December 18th, 2019
EU fisheries Ministers have agreed to set various fisheries quota levels above scientifically suggested levels and will fail to meet their own legal deadline to end overfishing by 2020.
The EU AGRIFISH Council meeting closed in Brussels this morning following all-night negotiations as is typical in recent years, with the need to end overfishing a key concern for environmental organisations.
Overfishing has ravaged marine habitats biodiversity, fundamentally altered the balance within marine food webs, and aided the collapse of breeding colonies of seabirds who can’t food to feed their hungry chicks.
Overfishing has also impacted coastal fishing communities dotted across Europe as vessels chase fish populations dropping by the year. The Celtic Sea Herring fishery, for example, was forced to close this year due to the poor availability of stock and there are no signs it will open in 2020.
In order to counter these threats, the EU committed under the Irish Presidency in 2013 to end overfishing. The Common Fisheries Policy was amended to ensure that by 2020 total allowable catches (TACs) are set at or below levels based on the best available scientific advice.
An initial assessment of figures emerging from the Council meeting, however, suggests that a number of TACs have been set above scientific advice, including several vulnerable cod stocks such as west of Scotland and the North Sea and southern hake.
For vulnerable species such as cod in the Celtic Sea and West of Scotland, ministers also refused to introduce monitoring at sea that would ensure the industry ends illegal discards of surplus fish.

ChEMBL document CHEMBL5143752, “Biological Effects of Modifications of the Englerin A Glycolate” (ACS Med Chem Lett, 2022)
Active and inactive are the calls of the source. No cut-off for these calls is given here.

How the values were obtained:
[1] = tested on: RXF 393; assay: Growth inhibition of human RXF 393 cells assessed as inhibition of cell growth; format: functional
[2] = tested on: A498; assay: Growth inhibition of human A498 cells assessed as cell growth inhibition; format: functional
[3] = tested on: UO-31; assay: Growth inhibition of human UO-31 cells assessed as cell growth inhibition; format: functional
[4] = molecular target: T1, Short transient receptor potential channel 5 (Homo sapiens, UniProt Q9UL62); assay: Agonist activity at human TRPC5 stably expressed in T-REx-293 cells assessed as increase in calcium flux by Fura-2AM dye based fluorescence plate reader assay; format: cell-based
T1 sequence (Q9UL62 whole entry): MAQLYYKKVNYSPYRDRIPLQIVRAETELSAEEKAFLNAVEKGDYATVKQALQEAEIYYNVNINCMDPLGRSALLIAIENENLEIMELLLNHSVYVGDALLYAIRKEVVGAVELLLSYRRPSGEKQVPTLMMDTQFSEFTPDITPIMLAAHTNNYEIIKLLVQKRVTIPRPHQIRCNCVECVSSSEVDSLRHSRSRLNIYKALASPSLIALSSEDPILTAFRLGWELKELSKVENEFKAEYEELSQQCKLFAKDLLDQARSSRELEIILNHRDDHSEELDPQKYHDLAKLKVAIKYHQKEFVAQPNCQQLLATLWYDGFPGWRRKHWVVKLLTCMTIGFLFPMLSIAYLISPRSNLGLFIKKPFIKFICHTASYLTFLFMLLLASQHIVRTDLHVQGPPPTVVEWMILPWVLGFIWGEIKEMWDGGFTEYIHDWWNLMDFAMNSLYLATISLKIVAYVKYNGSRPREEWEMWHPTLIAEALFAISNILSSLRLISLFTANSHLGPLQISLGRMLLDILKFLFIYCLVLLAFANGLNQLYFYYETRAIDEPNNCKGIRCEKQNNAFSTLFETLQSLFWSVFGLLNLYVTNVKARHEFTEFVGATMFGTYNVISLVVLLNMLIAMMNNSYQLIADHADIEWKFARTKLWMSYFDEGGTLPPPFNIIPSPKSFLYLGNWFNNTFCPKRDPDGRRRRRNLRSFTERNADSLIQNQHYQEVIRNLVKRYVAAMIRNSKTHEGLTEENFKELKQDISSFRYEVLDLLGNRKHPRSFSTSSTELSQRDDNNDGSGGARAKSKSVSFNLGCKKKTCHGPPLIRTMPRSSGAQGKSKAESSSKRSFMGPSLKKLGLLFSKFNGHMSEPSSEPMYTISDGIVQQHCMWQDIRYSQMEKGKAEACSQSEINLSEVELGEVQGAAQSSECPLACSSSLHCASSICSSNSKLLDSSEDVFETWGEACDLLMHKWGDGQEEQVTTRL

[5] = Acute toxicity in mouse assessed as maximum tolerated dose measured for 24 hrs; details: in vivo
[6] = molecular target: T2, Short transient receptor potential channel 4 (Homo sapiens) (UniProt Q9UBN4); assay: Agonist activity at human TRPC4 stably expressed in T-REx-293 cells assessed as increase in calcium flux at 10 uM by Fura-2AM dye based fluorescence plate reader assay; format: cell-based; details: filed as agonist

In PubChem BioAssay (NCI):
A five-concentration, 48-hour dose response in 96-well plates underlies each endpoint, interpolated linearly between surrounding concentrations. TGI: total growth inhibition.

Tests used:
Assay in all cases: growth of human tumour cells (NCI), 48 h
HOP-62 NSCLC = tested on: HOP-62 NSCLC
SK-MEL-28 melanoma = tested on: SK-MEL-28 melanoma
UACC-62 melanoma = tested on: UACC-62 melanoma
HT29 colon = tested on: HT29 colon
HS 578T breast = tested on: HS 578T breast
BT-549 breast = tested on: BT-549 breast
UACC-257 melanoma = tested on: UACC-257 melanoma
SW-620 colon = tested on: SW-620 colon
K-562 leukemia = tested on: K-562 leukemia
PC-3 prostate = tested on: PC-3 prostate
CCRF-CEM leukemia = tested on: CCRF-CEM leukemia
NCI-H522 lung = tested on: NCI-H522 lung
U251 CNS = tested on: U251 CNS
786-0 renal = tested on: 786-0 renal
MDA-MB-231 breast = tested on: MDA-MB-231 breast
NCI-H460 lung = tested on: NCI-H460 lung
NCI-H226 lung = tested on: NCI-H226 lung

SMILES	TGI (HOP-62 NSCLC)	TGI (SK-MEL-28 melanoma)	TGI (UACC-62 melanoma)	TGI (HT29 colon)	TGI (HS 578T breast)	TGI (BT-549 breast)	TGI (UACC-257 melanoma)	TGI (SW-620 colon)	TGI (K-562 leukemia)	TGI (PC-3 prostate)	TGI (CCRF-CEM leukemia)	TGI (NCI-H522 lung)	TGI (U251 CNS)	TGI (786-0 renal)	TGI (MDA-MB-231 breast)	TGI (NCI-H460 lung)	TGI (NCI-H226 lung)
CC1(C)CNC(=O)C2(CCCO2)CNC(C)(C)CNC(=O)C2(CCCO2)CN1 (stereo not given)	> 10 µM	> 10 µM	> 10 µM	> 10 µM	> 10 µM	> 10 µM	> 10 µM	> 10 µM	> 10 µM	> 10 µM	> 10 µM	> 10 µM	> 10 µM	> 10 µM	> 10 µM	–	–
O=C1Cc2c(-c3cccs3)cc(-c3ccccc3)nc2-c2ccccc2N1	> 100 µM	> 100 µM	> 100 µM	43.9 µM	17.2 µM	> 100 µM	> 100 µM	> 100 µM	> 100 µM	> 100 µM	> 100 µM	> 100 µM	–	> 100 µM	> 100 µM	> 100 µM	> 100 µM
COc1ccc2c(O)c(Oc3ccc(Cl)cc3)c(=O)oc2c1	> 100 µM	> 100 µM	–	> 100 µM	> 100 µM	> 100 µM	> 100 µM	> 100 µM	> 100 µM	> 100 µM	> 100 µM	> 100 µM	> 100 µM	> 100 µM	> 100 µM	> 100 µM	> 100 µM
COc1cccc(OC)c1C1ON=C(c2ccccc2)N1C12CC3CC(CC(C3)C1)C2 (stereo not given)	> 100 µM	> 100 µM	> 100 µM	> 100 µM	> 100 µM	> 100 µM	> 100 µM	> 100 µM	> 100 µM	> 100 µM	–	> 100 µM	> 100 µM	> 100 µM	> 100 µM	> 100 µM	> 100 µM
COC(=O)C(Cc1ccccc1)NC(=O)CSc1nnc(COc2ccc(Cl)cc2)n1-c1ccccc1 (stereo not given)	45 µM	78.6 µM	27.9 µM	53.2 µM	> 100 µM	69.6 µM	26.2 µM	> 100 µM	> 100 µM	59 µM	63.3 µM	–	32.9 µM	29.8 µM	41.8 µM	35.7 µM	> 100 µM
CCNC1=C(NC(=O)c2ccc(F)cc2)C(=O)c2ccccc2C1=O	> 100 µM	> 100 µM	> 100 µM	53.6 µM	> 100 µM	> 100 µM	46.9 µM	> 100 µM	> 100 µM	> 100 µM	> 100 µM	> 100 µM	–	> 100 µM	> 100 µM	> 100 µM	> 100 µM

‘They just don’t get it’
The pan-European Our Fish campaign to end overfishing blasted the ministers for failing to adhere to the 2020 overfishing deadline as well as their refusal to address the climate and biodiversity crises.
“They’re just not getting it,” said Our Fish Programme Director Rebecca Hubbard. “The EU Council of Fisheries Ministers refused to follow scientific advice, instead greenlighting another year of overfishing – missing both their own deadline for ending overfishing by 2020 and squandering a prime opportunity for EU leadership on decisive emergency climate action.”
“Today’s appalling outcome demonstrates that they cannot be entrusted with restoring healthy ocean ecosystems and that they are incapable of doing their bit to achieve EU ambitions for combating climate change,” Ms Hubbard added.
Poor Irish Record
In a statement released this morning, BirdWatch Ireland (BWI) said that ministers, including our own Minister for the Marine Michael Creed TD, have “failed abysmally” to meet the legal overfishing deadline.
“It appears that even the law, science and public opinion are not enough to shift the status quo. EU fisheries were reformed in 2013 on the basis that fishing negotiations would transition away from the annual ritual of horse-trading behind closed doors,” the group said.
“The EU had promised under an Irish presidency that we would adopt sustainable fisheries management and a deadline to end overfishing was set for 2020. Despite this legal deadline EU fisheries Ministers like Ireland’s Michael Creed have again ignored the science, in favour of short-term profits.”
Research carried out by BWI and international groups show that our Government has one of the worst records in recent years at driving overfishing, arguing for fishing limits to be set above scientific advice, resulting in vulnerable stocks collapsing.